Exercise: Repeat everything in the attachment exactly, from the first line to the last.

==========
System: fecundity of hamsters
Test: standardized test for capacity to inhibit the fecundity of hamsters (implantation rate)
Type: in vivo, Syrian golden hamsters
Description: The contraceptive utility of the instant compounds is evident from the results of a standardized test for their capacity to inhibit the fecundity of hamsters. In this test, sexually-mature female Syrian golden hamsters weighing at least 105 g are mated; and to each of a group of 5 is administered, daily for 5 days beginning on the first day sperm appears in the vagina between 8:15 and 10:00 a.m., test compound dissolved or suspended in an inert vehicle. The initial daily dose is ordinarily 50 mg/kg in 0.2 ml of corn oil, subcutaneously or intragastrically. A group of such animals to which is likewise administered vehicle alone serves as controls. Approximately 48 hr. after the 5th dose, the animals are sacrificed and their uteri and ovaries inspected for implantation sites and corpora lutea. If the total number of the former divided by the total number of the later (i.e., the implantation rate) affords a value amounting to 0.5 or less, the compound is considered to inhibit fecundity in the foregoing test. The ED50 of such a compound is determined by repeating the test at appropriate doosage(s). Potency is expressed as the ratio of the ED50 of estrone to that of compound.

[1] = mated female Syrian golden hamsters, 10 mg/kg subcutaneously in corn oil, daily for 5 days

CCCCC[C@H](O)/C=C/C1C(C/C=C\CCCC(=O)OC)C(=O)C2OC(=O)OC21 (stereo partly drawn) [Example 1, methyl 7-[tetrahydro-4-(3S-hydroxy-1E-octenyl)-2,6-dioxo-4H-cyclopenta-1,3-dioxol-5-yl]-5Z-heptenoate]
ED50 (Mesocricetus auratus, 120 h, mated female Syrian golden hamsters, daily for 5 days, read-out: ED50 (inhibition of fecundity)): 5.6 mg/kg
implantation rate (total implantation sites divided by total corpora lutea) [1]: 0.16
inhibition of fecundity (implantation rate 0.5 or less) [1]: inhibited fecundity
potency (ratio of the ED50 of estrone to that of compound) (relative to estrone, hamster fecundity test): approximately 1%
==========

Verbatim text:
System: fecundity of hamsters
Test: standardized test for capacity to inhibit the fecundity of hamsters (implantation rate)
Type: in vivo, Syrian golden hamsters
Description: The contraceptive utility of the instant compounds is evident from the results of a standardized test for their capacity to inhibit the fecundity of hamsters. In this test, sexually-mature female Syrian golden hamsters weighing at least 105 g are mated; and to each of a group of 5 is administered, daily for 5 days beginning on the first day sperm appears in the vagina between 8:15 and 10:00 a.m., test compound dissolved or suspended in an inert vehicle. The initial daily dose is ordinarily 50 mg/kg in 0.2 ml of corn oil, subcutaneously or intragastrically. A group of such animals to which is likewise administered vehicle alone serves as controls. Approximately 48 hr. after the 5th dose, the animals are sacrificed and their uteri and ovaries inspected for implantation sites and corpora lutea. If the total number of the former divided by the total number of the later (i.e., the implantation rate) affords a value amounting to 0.5 or less, the compound is considered to inhibit fecundity in the foregoing test. The ED50 of such a compound is determined by repeating the test at appropriate doosage(s). Potency is expressed as the ratio of the ED50 of estrone to that of compound.

[1] = mated female Syrian golden hamsters, 10 mg/kg subcutaneously in corn oil, daily for 5 days

CCCCC[C@H](O)/C=C/C1C(C/C=C\CCCC(=O)OC)C(=O)C2OC(=O)OC21 (stereo partly drawn) [Example 1, methyl 7-[tetrahydro-4-(3S-hydroxy-1E-octenyl)-2,6-dioxo-4H-cyclopenta-1,3-dioxol-5-yl]-5Z-heptenoate]
ED50 (Mesocricetus auratus, 120 h, mated female Syrian golden hamsters, daily for 5 days, read-out: ED50 (inhibition of fecundity)): 5.6 mg/kg
implantation rate (total implantation sites divided by total corpora lutea) [1]: 0.16
inhibition of fecundity (implantation rate 0.5 or less) [1]: inhibited fecundity
potency (ratio of the ED50 of estrone to that of compound) (relative to estrone, hamster fecundity test): approximately 1%